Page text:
Krill also differ from other crustaceans in subtle ways, most of which could be spotted only by ardent crustacean scientists. For example, their gills are found outside their carapace (the largest part of the shell that covers their head and bodily organs). Sensory organs are strategically located on the front end of the body and consist of two pairs of antennae and large eyes. Krill also possess ten pairs of feathery feeding limbs, which they use to comb the water in a not-very- discriminating search for food particles, living and dead, animal and plant. This makes them highly versatile omnivores with a constant supply of food that allows them to swim, grow, and reproduce. Their tail is their powerhouse, almost pure muscle, which activates their five pairs of swimming legs to propel them forward, and it provides thrust for rapid backward escapes, often referred to as lobstering.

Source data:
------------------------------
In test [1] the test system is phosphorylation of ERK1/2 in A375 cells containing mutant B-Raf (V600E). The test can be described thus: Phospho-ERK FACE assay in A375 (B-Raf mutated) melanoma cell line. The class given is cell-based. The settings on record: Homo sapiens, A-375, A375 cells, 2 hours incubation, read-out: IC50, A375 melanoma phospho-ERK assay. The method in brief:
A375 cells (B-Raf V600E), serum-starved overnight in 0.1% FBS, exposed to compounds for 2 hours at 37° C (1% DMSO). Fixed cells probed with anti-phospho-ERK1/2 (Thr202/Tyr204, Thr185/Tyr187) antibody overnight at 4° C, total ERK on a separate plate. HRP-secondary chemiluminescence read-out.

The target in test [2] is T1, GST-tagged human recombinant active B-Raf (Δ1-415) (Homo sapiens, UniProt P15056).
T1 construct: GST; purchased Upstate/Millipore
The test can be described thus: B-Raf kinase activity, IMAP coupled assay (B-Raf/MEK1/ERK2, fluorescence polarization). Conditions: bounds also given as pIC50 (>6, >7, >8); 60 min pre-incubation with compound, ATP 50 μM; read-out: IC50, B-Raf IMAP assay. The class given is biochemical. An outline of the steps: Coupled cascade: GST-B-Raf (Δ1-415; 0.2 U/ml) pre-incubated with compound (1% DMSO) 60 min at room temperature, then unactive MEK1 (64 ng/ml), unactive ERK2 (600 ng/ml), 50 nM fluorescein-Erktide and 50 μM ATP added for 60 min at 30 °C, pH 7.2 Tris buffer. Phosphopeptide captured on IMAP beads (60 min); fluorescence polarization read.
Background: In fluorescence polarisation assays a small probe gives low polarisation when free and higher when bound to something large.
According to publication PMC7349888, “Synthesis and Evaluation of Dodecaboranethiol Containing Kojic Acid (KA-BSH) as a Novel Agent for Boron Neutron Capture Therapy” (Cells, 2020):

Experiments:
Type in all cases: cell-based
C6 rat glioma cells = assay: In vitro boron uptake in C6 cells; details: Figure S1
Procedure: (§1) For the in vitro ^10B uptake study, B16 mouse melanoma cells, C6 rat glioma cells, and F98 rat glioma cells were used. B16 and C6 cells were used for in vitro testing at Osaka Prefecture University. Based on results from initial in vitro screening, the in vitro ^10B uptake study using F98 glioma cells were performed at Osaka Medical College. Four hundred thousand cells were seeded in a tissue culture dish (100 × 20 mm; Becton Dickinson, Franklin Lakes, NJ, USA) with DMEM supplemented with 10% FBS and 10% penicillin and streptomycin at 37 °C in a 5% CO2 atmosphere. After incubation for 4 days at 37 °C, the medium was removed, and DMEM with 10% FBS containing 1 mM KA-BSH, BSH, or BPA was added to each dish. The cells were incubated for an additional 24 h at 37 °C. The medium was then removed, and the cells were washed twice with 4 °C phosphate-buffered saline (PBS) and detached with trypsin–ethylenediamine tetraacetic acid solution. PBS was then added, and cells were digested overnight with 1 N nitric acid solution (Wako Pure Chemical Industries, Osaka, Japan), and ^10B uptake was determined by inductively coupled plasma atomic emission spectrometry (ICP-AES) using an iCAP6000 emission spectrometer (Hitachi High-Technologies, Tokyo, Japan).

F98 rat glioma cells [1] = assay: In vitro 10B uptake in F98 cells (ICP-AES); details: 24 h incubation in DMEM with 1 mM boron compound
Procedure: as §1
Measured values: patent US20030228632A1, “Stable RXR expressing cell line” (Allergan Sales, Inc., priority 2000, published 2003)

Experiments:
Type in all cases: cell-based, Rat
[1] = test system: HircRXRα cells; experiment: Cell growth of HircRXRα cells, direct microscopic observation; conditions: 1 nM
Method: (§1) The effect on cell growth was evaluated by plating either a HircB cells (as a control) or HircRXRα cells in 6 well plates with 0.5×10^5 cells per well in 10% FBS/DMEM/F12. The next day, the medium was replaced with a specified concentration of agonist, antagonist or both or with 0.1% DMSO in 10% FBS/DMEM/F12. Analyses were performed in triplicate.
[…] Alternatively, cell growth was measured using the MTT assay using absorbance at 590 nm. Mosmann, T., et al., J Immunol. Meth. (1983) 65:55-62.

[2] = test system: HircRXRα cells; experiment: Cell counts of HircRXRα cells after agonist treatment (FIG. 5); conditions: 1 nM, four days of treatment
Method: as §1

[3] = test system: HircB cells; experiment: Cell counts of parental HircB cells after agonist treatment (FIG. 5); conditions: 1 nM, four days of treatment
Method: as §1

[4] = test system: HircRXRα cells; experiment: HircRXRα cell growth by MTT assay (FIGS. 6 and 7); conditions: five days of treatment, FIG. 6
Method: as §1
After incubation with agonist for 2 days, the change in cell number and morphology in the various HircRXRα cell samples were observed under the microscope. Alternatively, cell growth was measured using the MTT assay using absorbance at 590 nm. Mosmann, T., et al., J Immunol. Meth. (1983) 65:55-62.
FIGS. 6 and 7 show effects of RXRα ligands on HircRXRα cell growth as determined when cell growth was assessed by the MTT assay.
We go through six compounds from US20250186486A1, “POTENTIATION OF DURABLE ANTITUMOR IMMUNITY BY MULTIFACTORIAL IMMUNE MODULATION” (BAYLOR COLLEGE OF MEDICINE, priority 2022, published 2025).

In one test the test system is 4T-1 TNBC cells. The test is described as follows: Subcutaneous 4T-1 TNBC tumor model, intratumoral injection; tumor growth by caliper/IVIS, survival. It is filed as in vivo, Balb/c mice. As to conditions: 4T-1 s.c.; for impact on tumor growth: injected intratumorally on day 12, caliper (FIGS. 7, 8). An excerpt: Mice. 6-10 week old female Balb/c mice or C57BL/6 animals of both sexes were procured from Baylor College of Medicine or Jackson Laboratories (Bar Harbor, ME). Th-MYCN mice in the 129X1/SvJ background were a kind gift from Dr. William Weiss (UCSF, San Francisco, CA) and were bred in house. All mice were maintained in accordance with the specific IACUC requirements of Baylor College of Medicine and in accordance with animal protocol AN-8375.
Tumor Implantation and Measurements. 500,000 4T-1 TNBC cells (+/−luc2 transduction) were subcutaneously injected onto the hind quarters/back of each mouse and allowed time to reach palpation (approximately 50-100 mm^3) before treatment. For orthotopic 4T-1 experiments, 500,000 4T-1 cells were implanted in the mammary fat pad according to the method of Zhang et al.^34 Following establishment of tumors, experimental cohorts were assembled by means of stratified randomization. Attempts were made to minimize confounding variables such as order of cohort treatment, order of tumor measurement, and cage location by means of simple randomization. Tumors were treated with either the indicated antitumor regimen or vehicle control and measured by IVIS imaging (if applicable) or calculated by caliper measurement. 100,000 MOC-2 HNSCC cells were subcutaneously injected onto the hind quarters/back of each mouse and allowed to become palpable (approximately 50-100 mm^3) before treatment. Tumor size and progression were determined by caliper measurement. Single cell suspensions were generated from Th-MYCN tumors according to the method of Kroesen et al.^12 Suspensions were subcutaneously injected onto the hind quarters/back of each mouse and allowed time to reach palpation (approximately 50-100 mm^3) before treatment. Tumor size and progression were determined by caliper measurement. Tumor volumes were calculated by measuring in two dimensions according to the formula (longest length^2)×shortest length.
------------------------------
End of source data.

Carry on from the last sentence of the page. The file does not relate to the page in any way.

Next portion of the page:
Krill rarely swim alone; they are most often found in swarms or schools containing astronomical numbers of companions, which, as anyone who comes from a large family can attest to, has both costs and benefits. Because they are average-sized, abundant, and aggregated, krill are a premium food source for organisms higher up the food chain. Entire marine ecosystems depend on krill to eat the truly tiny organisms, and in turn to provide themselves as concentrated protein for bigger animals. Krill swarms can be so extensive and visually striking that they can be seen from space.
It is difficult for krill scientists like me to avoid superlatives when describing Antarctic krill, because they are truly among the world’s most astonishing animals. Krill possess distinctive features that truly set them apart from the humdrum life in the oceans. Here are seven remarkable attributes of krill.
Krill are possibly the most abundant animal on the planet. It is a bold assertion that Antarctic krill could be the world’s most abundant multicelled animal (metazoan), and I should clarify that (1) I refer to Antarctic krill as a single species, not a general group, such as ants or beetles; (2) I use biomass as the unit of measure, meaning the number of individuals of a species multiplied by their average weight; and (3) I make the (rather shaky) assumption that we can accurately quantify the biomass of any species.